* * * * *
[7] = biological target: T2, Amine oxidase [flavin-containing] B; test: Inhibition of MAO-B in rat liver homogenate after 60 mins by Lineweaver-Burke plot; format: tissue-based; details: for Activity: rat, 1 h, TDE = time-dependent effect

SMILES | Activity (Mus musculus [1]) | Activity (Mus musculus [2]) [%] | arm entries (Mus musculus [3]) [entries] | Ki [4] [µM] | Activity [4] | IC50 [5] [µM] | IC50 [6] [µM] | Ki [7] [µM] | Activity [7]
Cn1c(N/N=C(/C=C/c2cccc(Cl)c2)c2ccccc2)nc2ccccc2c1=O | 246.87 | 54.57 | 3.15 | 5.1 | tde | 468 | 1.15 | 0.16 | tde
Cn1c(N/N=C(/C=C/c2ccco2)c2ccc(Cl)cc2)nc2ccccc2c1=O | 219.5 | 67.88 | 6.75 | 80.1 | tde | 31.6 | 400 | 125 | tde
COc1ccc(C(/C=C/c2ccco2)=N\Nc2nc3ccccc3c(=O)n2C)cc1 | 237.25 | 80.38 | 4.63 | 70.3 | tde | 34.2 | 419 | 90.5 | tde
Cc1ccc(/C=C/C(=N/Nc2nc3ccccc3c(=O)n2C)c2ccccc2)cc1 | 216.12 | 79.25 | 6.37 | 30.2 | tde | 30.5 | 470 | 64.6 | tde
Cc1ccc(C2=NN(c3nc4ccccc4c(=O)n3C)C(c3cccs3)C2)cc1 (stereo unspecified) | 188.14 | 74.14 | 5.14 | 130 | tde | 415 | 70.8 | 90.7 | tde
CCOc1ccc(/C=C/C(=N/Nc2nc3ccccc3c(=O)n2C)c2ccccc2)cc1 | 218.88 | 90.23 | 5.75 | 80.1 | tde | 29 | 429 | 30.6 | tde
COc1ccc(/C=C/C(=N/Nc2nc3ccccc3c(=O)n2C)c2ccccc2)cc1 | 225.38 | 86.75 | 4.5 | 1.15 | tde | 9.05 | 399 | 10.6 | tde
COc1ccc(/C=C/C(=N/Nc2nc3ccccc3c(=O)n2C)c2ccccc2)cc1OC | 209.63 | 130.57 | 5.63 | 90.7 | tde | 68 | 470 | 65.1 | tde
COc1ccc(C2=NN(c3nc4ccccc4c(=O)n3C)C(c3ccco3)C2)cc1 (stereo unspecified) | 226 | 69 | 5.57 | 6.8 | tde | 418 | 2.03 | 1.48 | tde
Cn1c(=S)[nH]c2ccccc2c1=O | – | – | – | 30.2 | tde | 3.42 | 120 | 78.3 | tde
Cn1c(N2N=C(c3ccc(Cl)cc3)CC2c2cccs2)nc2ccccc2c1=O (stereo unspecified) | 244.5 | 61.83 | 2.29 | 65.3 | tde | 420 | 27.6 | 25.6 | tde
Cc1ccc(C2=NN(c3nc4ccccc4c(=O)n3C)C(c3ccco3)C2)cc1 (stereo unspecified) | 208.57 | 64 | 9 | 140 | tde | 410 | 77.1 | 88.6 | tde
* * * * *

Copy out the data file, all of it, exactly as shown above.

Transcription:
[7] = biological target: T2, Amine oxidase [flavin-containing] B; test: Inhibition of MAO-B in rat liver homogenate after 60 mins by Lineweaver-Burke plot; format: tissue-based; details: for Activity: rat, 1 h, TDE = time-dependent effect

SMILES | Activity (Mus musculus [1]) | Activity (Mus musculus [2]) [%] | arm entries (Mus musculus [3]) [entries] | Ki [4] [µM] | Activity [4] | IC50 [5] [µM] | IC50 [6] [µM] | Ki [7] [µM] | Activity [7]
Cn1c(N/N=C(/C=C/c2cccc(Cl)c2)c2ccccc2)nc2ccccc2c1=O | 246.87 | 54.57 | 3.15 | 5.1 | tde | 468 | 1.15 | 0.16 | tde
Cn1c(N/N=C(/C=C/c2ccco2)c2ccc(Cl)cc2)nc2ccccc2c1=O | 219.5 | 67.88 | 6.75 | 80.1 | tde | 31.6 | 400 | 125 | tde
COc1ccc(C(/C=C/c2ccco2)=N\Nc2nc3ccccc3c(=O)n2C)cc1 | 237.25 | 80.38 | 4.63 | 70.3 | tde | 34.2 | 419 | 90.5 | tde
Cc1ccc(/C=C/C(=N/Nc2nc3ccccc3c(=O)n2C)c2ccccc2)cc1 | 216.12 | 79.25 | 6.37 | 30.2 | tde | 30.5 | 470 | 64.6 | tde
Cc1ccc(C2=NN(c3nc4ccccc4c(=O)n3C)C(c3cccs3)C2)cc1 (stereo unspecified) | 188.14 | 74.14 | 5.14 | 130 | tde | 415 | 70.8 | 90.7 | tde
CCOc1ccc(/C=C/C(=N/Nc2nc3ccccc3c(=O)n2C)c2ccccc2)cc1 | 218.88 | 90.23 | 5.75 | 80.1 | tde | 29 | 429 | 30.6 | tde
COc1ccc(/C=C/C(=N/Nc2nc3ccccc3c(=O)n2C)c2ccccc2)cc1 | 225.38 | 86.75 | 4.5 | 1.15 | tde | 9.05 | 399 | 10.6 | tde
COc1ccc(/C=C/C(=N/Nc2nc3ccccc3c(=O)n2C)c2ccccc2)cc1OC | 209.63 | 130.57 | 5.63 | 90.7 | tde | 68 | 470 | 65.1 | tde
COc1ccc(C2=NN(c3nc4ccccc4c(=O)n3C)C(c3ccco3)C2)cc1 (stereo unspecified) | 226 | 69 | 5.57 | 6.8 | tde | 418 | 2.03 | 1.48 | tde
Cn1c(=S)[nH]c2ccccc2c1=O | – | – | – | 30.2 | tde | 3.42 | 120 | 78.3 | tde
Cn1c(N2N=C(c3ccc(Cl)cc3)CC2c2cccs2)nc2ccccc2c1=O (stereo unspecified) | 244.5 | 61.83 | 2.29 | 65.3 | tde | 420 | 27.6 | 25.6 | tde
Cc1ccc(C2=NN(c3nc4ccccc4c(=O)n3C)C(c3ccco3)C2)cc1 (stereo unspecified) | 208.57 | 64 | 9 | 140 | tde | 410 | 77.1 | 88.6 | tde